No to SIP fund increase

The National | Editorial | 5.09.2023

The Prime Minister James Marape has intimated to various audiences that the District Service Improvement (DSIP) fund will be increased from the current K10 million per open electorate to K20 million.

We presume naturally that the other two services improvement programmes at the provincial and local level government (LLG) will also be doubled.

The Provincial Services Improvement Programme (PSIP) might be doubled to K10 million for each of the 22 provinces and the LLGSIP will be increased to K1 million for each of the 396 LLGs.

Currently, LLGs are allocated K500,000 each and PSIP gets K5 million per electorate in the province.

Remembering now that open electorates have increased to 118 from the previous 111, we are faced with a large increase as well in future.

The idea is a bad one and only good for its political purposes.

We urge the good Prime Minister to shelve this plan immediately because it is a temptation to corruption.

Where there exists any chance that corruption might be let in through the door, he has a duty to close the door firmly shut, not to open it wide which is what he will definitely be doing if he doubles the services improvement programme funding.

A whopping K1.5 billion is spent out of the national budget on this programme and yet not one report has been made to the Parliament by the Minister for Finance as is required under Section 63 of the Public Finance Management Act (PFMA).

The Act is explicit in this requirement.

Every government entity is compelled by a “shall” requirement to report on management and the operations of every public office to the Minister for Finance at least once every year.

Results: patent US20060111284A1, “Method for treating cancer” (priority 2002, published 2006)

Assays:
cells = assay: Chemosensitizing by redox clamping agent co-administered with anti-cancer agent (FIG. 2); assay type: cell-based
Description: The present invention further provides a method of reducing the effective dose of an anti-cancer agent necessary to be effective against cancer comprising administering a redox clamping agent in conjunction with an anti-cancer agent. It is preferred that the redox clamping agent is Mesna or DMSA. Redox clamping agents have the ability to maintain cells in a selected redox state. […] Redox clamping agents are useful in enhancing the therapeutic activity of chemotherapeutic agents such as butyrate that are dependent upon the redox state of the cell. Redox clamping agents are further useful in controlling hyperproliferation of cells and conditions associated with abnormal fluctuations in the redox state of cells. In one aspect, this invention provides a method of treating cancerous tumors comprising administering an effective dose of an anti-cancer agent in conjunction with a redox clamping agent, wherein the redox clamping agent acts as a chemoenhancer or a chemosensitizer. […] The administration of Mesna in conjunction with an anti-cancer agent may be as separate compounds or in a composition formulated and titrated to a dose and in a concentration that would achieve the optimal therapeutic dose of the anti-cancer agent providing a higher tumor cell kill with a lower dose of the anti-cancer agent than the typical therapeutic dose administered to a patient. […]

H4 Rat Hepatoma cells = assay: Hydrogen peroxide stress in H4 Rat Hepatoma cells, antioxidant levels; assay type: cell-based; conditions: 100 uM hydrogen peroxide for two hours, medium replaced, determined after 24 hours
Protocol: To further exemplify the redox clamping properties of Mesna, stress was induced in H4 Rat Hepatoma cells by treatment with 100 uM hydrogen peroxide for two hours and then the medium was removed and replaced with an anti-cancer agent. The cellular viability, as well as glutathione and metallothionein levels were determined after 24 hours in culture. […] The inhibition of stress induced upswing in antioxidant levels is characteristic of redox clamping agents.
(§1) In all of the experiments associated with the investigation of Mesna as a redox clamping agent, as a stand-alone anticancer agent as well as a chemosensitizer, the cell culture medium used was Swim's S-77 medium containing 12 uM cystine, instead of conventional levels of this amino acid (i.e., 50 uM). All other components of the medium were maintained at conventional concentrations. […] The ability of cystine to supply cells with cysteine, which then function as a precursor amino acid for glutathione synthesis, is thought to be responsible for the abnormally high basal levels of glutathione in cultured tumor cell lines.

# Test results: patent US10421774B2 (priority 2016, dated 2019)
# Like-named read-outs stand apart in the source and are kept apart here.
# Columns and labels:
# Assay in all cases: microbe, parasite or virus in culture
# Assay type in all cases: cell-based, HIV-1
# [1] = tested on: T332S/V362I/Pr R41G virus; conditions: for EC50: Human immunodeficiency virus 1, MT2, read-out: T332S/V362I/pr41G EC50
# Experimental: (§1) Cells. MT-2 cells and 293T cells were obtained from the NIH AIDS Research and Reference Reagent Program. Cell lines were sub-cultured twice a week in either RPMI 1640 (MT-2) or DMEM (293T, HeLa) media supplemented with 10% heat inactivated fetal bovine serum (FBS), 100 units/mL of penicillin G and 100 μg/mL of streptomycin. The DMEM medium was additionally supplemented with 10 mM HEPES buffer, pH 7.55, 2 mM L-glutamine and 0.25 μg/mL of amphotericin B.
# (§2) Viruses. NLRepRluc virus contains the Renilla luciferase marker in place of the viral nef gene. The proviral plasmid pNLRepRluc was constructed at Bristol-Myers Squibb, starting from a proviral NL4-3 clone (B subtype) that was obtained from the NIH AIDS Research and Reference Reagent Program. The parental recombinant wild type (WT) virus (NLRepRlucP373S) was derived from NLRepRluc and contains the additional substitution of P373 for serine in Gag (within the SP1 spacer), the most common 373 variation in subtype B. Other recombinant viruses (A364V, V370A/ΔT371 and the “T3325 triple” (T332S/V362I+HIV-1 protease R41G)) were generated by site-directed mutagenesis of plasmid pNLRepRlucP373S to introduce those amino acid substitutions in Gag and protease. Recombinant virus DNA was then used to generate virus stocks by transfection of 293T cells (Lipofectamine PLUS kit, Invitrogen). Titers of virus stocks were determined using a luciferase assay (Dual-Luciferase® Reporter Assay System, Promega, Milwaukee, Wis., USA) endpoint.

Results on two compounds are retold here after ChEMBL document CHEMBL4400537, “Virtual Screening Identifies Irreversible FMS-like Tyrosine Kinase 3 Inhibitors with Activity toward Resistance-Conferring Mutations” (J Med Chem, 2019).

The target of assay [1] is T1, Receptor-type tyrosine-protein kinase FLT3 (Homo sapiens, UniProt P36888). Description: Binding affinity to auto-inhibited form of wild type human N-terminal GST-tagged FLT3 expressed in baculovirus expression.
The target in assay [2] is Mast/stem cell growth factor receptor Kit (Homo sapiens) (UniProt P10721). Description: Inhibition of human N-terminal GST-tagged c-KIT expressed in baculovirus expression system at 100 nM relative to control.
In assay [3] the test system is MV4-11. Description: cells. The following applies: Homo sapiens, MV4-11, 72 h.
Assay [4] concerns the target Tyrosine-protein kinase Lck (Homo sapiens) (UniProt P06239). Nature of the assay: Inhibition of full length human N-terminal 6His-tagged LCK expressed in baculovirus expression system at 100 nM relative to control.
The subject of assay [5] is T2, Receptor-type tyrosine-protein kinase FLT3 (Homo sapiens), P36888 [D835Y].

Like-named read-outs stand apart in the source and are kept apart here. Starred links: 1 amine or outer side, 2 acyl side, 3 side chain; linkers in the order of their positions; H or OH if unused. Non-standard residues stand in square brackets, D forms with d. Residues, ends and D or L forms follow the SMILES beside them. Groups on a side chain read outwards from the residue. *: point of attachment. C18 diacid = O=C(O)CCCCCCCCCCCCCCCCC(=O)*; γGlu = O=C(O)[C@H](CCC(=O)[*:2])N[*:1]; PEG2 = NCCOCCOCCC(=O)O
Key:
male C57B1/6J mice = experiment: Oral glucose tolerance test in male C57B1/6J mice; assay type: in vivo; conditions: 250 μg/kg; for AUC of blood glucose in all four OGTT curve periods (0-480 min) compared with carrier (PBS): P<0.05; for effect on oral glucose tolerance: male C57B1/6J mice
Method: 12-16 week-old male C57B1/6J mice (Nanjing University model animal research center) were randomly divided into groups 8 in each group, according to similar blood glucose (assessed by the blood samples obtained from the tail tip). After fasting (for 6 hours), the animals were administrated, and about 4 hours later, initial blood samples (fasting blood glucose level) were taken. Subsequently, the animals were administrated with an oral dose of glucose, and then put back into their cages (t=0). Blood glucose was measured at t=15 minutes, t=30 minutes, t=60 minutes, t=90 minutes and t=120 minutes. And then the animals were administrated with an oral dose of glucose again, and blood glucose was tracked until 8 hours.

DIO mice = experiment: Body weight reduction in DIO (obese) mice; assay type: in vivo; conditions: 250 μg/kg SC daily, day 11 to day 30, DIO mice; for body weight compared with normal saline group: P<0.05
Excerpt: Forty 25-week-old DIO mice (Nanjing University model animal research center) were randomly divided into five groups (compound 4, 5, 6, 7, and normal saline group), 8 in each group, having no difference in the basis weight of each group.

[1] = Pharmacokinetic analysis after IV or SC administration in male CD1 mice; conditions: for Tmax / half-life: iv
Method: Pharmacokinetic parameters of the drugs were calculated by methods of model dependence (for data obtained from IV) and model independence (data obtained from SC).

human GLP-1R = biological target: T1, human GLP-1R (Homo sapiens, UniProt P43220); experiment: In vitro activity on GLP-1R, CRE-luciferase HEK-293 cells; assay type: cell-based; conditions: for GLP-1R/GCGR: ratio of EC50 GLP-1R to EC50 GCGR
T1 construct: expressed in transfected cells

The Minister shall make available this report to the Auditor General which is compelled by the Provisions of the Audit Act (1989) to audit the operations of the public offices and make a report to Parliament.

To date, no report, either individually or collectively, has been made to Parliament on the distributions and use of the service improvement programme funds.

All we get to hefty allocation of SIP funds under the budget each year.

As to whether each district gets the full K10 million in each financial year and their distribution on the ground is unclear.

We only have acquittals to the Rural Development Office as the only evidence of the fund’s use.

There are no management reports together with financial statements submitted to the Minister of Finance before June 30 each year as required of all public bodies, which is a district development authority (DDA), as stipulated by the PFMA section 63.

Acquittals by DDAs which are done to the Rural Development Office have only one utility and purpose. That is to qualify a DDA for the next disbursement and to keep the Ombudsman from a Member’s throat.

Whatever is used, acquittal; only depends on the honesty of Members of Parliament and their DDAs which for the time being are completely outside of the Auditor Generals and the PFMA’s purview.

So long as this very serious governance issue remains unattended, any increase in DSIP is unwise and opens the door to temptation and corrupt use of public funds.

It is obvious by the silence of MPs that nobody is going to contest an increase in the people’s house.

Former Prime Minister Peter O’Neill stands alone opposing this increase publicly.

We commend him and urge other MPs to hold off on any increase until proper systems and processes are established and resources allocated for proper accountability and transparency to be brought upon this very substantial allocation of the public monies.